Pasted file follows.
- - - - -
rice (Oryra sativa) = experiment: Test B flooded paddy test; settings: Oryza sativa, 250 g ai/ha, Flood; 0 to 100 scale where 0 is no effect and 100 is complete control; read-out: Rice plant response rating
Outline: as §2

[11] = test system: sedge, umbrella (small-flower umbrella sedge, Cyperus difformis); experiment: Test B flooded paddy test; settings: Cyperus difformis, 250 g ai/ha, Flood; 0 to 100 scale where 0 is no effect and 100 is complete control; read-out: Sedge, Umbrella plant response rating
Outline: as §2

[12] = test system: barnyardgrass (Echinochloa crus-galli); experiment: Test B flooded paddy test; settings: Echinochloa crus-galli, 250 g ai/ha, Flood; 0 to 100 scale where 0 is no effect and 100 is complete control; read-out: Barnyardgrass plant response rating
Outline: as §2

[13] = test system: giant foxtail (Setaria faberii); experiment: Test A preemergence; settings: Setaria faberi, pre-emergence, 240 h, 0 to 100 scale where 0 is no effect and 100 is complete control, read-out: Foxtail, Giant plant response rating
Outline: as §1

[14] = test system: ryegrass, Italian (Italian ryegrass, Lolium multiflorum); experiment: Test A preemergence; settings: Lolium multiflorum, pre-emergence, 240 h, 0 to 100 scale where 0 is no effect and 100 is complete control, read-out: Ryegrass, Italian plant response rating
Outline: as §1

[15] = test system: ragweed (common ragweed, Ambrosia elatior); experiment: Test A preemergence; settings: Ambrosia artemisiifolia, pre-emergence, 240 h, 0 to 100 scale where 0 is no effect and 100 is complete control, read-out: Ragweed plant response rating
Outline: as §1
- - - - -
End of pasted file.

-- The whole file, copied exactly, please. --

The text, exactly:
rice (Oryra sativa) = experiment: Test B flooded paddy test; settings: Oryza sativa, 250 g ai/ha, Flood; 0 to 100 scale where 0 is no effect and 100 is complete control; read-out: Rice plant response rating
Outline: as §2

[11] = test system: sedge, umbrella (small-flower umbrella sedge, Cyperus difformis); experiment: Test B flooded paddy test; settings: Cyperus difformis, 250 g ai/ha, Flood; 0 to 100 scale where 0 is no effect and 100 is complete control; read-out: Sedge, Umbrella plant response rating
Outline: as §2

[12] = test system: barnyardgrass (Echinochloa crus-galli); experiment: Test B flooded paddy test; settings: Echinochloa crus-galli, 250 g ai/ha, Flood; 0 to 100 scale where 0 is no effect and 100 is complete control; read-out: Barnyardgrass plant response rating
Outline: as §2

[13] = test system: giant foxtail (Setaria faberii); experiment: Test A preemergence; settings: Setaria faberi, pre-emergence, 240 h, 0 to 100 scale where 0 is no effect and 100 is complete control, read-out: Foxtail, Giant plant response rating
Outline: as §1

[14] = test system: ryegrass, Italian (Italian ryegrass, Lolium multiflorum); experiment: Test A preemergence; settings: Lolium multiflorum, pre-emergence, 240 h, 0 to 100 scale where 0 is no effect and 100 is complete control, read-out: Ryegrass, Italian plant response rating
Outline: as §1

[15] = test system: ragweed (common ragweed, Ambrosia elatior); experiment: Test A preemergence; settings: Ambrosia artemisiifolia, pre-emergence, 240 h, 0 to 100 scale where 0 is no effect and 100 is complete control, read-out: Ragweed plant response rating
Outline: as §1